Mets draft philosophy hurting the future

The Mets are one of the elite clubs in Major League Baseball. Don’t scoff at me, I am talking about in revenues. They just opened a brand spanking new ballpark that they routinely said would increase revenues for the club. They have TV rights that are the envy of the league (second to only the Yanks) and they have a rabid fan base that despite years and years of heartbreak come out in droves to support this team.

The Mets have as many resources as any team out there. The only reason the Yankees can spend more money, is because they have had more success then the Mets, not because they have some money faucet down in Tampa. There is no reason the Mets couldn’t tap into the same streams, they just have to be successful. The Mets failure have been organizational and have been failures of baseball, not business. They often do not have the best people performing the most important jobs. On top of this, despite their revenues, the Mets often operate like a small market team. It’s like because they play in the recent shadow of the Yankees, and have been second fiddle to them in New York, they take on the persona of small market team. It’s a crisis of confidence. The Mets should be the Yankees of the NL, instead they tend to operate more like the Royals and Pirates.

I, as a fan, have a real problem with this. By and large I pay as much as Yankee fans do. I pay a lot to go to games, I pay a lot to watch my games on TV. I feel that money should be put back into the baseball team. It should not be siphoned off to people like Bernie Madoff or to expand the Wilpons real estate empire.

One area that really bothers me is the Mets farm system. The two major ways to make sure this talent pipeline are stocked is through the amateur draft and the signing of unrestricted amateur players.

Baseball operates differently then a lot of other sports with respect to the draft. With sports like the NFL and the NBA the contracts draftees get are pretty much structured upon where they were selected. In baseball it can vary widely, usually based on the players agent and depending on if the player is out of high school or college. Additionally with the disparity in revenues if a kid knows he can get big bucks from a flush big market team, he will put it out there that he demands big market money, often discouraging small market teams from drafting them even if he’s available.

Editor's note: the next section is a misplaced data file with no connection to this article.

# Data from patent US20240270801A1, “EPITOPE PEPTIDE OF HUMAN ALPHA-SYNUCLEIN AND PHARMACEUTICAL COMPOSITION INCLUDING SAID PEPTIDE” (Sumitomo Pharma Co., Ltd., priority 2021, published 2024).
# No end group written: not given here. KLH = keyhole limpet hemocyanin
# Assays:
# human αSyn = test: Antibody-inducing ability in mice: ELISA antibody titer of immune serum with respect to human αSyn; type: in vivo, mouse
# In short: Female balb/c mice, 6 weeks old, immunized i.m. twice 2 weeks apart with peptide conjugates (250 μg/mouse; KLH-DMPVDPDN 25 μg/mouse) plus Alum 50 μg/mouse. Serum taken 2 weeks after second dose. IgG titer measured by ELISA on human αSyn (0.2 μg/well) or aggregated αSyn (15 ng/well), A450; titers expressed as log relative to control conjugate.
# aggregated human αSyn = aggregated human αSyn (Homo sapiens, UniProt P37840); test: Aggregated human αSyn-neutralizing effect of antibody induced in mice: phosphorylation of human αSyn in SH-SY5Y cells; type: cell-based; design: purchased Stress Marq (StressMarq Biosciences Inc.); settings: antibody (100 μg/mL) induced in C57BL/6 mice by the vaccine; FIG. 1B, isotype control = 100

This is one area I would really like to see the Mets take advantage of. By leveraging their advantage as a major market team in this area they can make a big difference with their farm system. Unfortunately as Joe Spector over at reports the Mets often spend far less then they should. In fact in 2009 they spent the absolute least of all MLB teams. How does this happen? Well we do need to take into consideration that they didn’t have a 1st round pick so it would tend to be less then the year before. I fail to understand how they can spend less then teams like the Marlins, the Royals, the Pirates, and the Nats. It just doesn’t make sense. The fact that they selected a reliever with their first pick certainly didn’t help things either.

According to this article in the NY Times the Mets are really doing themselves a dis-service and are operating like they have no idea what their doing:

The Mets divvied $3,134,300 among their 35 signed picks, more than 50 percent less than their 2008 outlay, when they had two first-round selections and a first-round supplemental pick. By contrast, the average for all 30 teams was a shade more than $6 million. Without a pick until the second round, No. 72 over all, the Mets’ spending was destined to decrease. But their 2009 strategy resembled that of a small-market club that sometimes bypasses talented players in earlier rounds because it does not want to spend more on them than players available deeper in the draft.

It gets worse when you consider this:

“With a brand-new ballpark and a television network, the Mets’ revenues are probably among the top five clubs in baseball,” said Jim Callis, the executive editor of Baseball America and an expert on player development. ”After spending about $6.5 million when they had extra picks last year, do I think they could have found the money this year? Yeah, I think they could have. It just comes down to the willingness to spend.”